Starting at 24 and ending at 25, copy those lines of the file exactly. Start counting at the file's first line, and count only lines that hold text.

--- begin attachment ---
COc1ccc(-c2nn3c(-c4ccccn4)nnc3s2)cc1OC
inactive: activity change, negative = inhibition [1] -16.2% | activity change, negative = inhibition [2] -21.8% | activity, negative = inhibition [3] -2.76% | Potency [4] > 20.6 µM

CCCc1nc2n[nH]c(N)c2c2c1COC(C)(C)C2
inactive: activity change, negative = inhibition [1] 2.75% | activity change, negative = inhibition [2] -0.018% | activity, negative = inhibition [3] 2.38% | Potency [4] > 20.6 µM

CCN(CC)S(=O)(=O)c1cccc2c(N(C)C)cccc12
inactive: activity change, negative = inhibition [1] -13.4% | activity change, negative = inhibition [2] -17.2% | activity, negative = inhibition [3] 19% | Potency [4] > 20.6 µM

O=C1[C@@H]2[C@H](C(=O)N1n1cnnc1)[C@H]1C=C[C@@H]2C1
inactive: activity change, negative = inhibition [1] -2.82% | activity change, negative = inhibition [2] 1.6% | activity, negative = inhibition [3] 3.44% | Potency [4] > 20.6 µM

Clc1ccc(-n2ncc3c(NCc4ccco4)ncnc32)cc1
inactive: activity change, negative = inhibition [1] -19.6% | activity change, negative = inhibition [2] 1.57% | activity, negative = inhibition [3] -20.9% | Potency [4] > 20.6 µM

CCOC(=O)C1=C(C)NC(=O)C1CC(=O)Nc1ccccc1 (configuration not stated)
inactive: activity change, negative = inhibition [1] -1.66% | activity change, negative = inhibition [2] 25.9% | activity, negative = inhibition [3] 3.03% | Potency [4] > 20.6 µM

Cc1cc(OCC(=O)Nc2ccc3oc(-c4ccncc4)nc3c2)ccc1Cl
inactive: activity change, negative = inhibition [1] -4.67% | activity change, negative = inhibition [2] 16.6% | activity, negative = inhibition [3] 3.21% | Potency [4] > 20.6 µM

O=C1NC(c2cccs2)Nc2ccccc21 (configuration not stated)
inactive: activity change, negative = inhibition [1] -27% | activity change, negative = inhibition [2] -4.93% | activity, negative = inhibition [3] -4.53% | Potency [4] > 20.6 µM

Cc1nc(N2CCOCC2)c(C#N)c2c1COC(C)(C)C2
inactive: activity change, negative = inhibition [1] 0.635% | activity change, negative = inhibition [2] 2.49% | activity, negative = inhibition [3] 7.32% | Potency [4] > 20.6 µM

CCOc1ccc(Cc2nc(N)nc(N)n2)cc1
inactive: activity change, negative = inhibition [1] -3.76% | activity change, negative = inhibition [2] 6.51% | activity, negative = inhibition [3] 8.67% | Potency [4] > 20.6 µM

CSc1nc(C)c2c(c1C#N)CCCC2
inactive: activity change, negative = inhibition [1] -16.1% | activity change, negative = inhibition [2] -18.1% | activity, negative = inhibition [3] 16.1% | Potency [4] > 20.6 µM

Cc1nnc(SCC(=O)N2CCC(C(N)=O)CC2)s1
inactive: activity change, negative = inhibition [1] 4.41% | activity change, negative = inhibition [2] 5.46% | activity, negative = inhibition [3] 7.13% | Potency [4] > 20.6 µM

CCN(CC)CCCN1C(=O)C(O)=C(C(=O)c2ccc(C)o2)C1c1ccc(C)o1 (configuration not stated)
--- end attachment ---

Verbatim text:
inactive: activity change, negative = inhibition [1] 4.41% | activity change, negative = inhibition [2] 5.46% | activity, negative = inhibition [3] 7.13% | Potency [4] > 20.6 µM

CCN(CC)CCCN1C(=O)C(O)=C(C(=O)c2ccc(C)o2)C1c1ccc(C)o1 (configuration not stated)